Work in Sports
He still doesn't get it
U.S. coach once again underutilizing his talent
ADELAIDE, Australia -- What more can Landon Donovan do? Despite coming off the bench to spark a moribund American offense and score a goal in last Tuesday's win-or-go-home victory against Kuwait, the 18-year-old whiz kid will almost surely begin Saturday's quarterfinal against Japan firmly planted on the pine.
Why? Good question. While Donovan wasn't perfect against Kuwait -- he missed a couple of shots that he should have finished before finally scoring -- he showed the kind of creative flair and error-free distribution that the U.S. had sorely needed at the attacking midfield position.
Yet coach Clive Charles continues to underestimate Donovan, arguing, in essence, that the youngster is a one-dimensional player. "I put Landon on the field when Landon can do well," Charles said on Friday. "I didn't play him against Cameroon and the Czech Republic because the team was playing very well and creating a lot of opportunities. We weren't creating many opportunities against Kuwait because Kuwait dropped off and gave us all this room. So I said to Landon, 'Go on and take advantage of it.' If you give Landon space and time, then he'll murder you."
Translation: ain't gonna happen.
For some reason, Charles still clings to the wrong-headed ideas that 1) he needs to start a "target" man in forward Conor Casey, and 2) if Donovan starts, it would have to be at one of the forward spots. In fact, he's best-suited to replace the unspectacular Pete Vagenas as an attacking mid.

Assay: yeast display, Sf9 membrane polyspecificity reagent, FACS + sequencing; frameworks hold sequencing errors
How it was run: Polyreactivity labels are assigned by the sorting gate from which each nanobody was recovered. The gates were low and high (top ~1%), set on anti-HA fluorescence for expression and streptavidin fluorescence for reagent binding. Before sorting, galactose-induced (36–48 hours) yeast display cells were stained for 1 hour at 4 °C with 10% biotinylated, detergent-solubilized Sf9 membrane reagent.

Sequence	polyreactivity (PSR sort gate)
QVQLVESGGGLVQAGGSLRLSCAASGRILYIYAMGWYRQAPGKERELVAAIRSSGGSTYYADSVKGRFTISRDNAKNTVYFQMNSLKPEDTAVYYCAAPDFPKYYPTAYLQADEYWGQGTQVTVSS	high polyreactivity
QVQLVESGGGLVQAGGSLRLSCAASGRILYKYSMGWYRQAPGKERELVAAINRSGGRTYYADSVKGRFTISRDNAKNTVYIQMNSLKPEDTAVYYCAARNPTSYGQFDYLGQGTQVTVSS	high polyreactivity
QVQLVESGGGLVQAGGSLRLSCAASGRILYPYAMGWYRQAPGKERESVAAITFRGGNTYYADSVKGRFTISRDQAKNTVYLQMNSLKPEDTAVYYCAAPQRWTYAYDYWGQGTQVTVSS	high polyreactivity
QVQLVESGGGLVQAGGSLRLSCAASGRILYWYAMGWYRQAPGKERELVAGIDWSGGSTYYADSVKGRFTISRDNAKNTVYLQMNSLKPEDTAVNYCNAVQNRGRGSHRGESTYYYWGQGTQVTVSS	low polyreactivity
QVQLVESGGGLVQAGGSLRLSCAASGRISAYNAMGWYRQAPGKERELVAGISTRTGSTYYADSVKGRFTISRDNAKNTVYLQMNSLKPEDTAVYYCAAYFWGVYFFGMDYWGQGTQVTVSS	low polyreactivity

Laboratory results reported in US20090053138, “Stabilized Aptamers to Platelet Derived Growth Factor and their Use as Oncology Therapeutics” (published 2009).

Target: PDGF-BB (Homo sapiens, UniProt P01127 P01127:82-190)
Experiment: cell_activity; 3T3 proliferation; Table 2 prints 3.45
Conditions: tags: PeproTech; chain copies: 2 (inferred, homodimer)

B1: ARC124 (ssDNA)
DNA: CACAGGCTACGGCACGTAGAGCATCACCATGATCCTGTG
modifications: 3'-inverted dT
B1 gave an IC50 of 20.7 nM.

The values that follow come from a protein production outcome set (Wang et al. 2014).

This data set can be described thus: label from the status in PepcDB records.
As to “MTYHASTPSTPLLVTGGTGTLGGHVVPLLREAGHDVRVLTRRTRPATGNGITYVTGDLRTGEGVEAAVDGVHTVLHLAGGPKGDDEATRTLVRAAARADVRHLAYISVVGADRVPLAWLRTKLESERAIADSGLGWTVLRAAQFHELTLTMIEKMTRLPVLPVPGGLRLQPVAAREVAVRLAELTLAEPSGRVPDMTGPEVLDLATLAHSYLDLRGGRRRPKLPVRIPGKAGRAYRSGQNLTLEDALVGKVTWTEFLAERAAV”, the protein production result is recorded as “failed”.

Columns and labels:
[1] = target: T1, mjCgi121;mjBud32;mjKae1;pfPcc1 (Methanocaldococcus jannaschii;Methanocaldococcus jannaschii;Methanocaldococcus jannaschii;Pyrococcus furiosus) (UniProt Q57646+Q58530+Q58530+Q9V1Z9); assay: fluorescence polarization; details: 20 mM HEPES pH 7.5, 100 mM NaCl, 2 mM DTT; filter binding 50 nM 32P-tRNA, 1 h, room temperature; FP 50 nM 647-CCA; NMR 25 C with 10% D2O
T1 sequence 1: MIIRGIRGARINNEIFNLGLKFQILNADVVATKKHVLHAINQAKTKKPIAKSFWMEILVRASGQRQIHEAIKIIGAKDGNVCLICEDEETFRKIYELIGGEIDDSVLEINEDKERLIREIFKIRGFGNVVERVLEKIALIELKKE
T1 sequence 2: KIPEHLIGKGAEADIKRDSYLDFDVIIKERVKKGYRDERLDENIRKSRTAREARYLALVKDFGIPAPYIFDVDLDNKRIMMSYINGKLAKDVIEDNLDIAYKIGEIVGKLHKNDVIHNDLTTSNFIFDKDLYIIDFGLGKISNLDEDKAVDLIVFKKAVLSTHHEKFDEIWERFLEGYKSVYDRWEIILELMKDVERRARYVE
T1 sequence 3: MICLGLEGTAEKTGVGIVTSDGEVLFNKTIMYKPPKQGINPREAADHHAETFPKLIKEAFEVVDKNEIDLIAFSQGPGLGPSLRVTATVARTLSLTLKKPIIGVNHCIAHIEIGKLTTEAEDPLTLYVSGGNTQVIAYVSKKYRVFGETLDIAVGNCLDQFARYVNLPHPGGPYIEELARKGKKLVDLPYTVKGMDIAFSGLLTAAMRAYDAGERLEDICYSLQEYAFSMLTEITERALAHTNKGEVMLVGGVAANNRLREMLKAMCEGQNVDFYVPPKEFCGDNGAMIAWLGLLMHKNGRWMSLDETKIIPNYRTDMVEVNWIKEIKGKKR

Though Donovan showed he's ideally cast for that position against Kuwait, Charles stubbornly maintains that it won't affect his lineup decisions for Japan: "Just because somebody has come on and played particularly well, regardless of who it is" -- he's referring to Donovan -- "you still have to look at each game as your whole season. If we had 55 games to go, [starting Donovan would be] no problem. But one bad game and you're out."
In other words, despite all evidence to the contrary, Charles still doesn't think Donovan is ready. But when you have a team that's capable of winning a medal (and the U.S. most definitely is), refusing to start your best players could make all the difference. As one team insider says, "Clive Charles has a Lamborghini here, and he's driving it 30 miles an hour."
Sports Illustrated staff writer Grant Wahl is in Australia covering the soccer competition for the magazine and CNNSI.com. Check back daily to read Wahl's behind-the-scenes reports from Down Under.